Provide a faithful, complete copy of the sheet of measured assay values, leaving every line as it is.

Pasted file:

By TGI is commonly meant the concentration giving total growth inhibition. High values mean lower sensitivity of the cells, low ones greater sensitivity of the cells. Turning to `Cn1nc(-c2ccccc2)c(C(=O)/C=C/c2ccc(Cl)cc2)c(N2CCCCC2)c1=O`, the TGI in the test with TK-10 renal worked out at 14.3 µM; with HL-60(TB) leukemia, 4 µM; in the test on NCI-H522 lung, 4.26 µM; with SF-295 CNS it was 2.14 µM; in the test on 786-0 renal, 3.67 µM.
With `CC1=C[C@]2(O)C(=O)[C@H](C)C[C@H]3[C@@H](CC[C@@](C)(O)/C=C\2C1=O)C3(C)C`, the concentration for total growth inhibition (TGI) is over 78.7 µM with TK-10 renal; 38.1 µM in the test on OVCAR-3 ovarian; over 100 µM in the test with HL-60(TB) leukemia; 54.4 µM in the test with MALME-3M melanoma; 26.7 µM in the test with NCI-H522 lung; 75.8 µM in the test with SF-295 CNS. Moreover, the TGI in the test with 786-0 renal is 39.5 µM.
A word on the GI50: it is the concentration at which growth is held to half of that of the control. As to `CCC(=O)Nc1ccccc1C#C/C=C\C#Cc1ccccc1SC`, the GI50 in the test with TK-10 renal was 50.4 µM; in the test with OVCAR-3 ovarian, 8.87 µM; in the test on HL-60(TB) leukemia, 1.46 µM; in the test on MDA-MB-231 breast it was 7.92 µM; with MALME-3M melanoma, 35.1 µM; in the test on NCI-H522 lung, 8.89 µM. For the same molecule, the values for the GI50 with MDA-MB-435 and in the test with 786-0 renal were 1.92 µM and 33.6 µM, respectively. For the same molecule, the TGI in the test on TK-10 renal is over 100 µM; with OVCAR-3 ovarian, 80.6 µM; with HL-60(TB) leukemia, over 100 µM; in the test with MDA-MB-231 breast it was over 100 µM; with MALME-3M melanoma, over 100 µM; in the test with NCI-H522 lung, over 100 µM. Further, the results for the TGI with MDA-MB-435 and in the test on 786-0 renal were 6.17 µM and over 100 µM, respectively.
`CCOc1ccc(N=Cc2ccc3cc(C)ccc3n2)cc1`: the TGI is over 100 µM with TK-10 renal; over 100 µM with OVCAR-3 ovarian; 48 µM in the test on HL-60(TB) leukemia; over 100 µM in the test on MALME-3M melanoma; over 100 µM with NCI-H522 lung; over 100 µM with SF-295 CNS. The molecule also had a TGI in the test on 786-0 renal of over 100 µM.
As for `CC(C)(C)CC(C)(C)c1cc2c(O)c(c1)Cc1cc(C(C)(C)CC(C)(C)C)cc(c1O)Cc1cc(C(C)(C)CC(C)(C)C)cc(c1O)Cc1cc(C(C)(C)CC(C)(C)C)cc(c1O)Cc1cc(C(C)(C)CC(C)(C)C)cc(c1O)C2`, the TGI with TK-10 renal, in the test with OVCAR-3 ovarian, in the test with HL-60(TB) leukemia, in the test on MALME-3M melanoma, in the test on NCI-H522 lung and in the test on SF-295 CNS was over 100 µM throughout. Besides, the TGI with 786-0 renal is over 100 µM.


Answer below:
By TGI is commonly meant the concentration giving total growth inhibition. High values mean lower sensitivity of the cells, low ones greater sensitivity of the cells. Turning to `Cn1nc(-c2ccccc2)c(C(=O)/C=C/c2ccc(Cl)cc2)c(N2CCCCC2)c1=O`, the TGI in the test with TK-10 renal worked out at 14.3 µM; with HL-60(TB) leukemia, 4 µM; in the test on NCI-H522 lung, 4.26 µM; with SF-295 CNS it was 2.14 µM; in the test on 786-0 renal, 3.67 µM.
With `CC1=C[C@]2(O)C(=O)[C@H](C)C[C@H]3[C@@H](CC[C@@](C)(O)/C=C\2C1=O)C3(C)C`, the concentration for total growth inhibition (TGI) is over 78.7 µM with TK-10 renal; 38.1 µM in the test on OVCAR-3 ovarian; over 100 µM in the test with HL-60(TB) leukemia; 54.4 µM in the test with MALME-3M melanoma; 26.7 µM in the test with NCI-H522 lung; 75.8 µM in the test with SF-295 CNS. Moreover, the TGI in the test with 786-0 renal is 39.5 µM.
A word on the GI50: it is the concentration at which growth is held to half of that of the control. As to `CCC(=O)Nc1ccccc1C#C/C=C\C#Cc1ccccc1SC`, the GI50 in the test with TK-10 renal was 50.4 µM; in the test with OVCAR-3 ovarian, 8.87 µM; in the test on HL-60(TB) leukemia, 1.46 µM; in the test on MDA-MB-231 breast it was 7.92 µM; with MALME-3M melanoma, 35.1 µM; in the test on NCI-H522 lung, 8.89 µM. For the same molecule, the values for the GI50 with MDA-MB-435 and in the test with 786-0 renal were 1.92 µM and 33.6 µM, respectively. For the same molecule, the TGI in the test on TK-10 renal is over 100 µM; with OVCAR-3 ovarian, 80.6 µM; with HL-60(TB) leukemia, over 100 µM; in the test with MDA-MB-231 breast it was over 100 µM; with MALME-3M melanoma, over 100 µM; in the test with NCI-H522 lung, over 100 µM. Further, the results for the TGI with MDA-MB-435 and in the test on 786-0 renal were 6.17 µM and over 100 µM, respectively.
`CCOc1ccc(N=Cc2ccc3cc(C)ccc3n2)cc1`: the TGI is over 100 µM with TK-10 renal; over 100 µM with OVCAR-3 ovarian; 48 µM in the test on HL-60(TB) leukemia; over 100 µM in the test on MALME-3M melanoma; over 100 µM with NCI-H522 lung; over 100 µM with SF-295 CNS. The molecule also had a TGI in the test on 786-0 renal of over 100 µM.
As for `CC(C)(C)CC(C)(C)c1cc2c(O)c(c1)Cc1cc(C(C)(C)CC(C)(C)C)cc(c1O)Cc1cc(C(C)(C)CC(C)(C)C)cc(c1O)Cc1cc(C(C)(C)CC(C)(C)C)cc(c1O)Cc1cc(C(C)(C)CC(C)(C)C)cc(c1O)C2`, the TGI with TK-10 renal, in the test with OVCAR-3 ovarian, in the test with HL-60(TB) leukemia, in the test on MALME-3M melanoma, in the test on NCI-H522 lung and in the test on SF-295 CNS was over 100 µM throughout. Besides, the TGI with 786-0 renal is over 100 µM.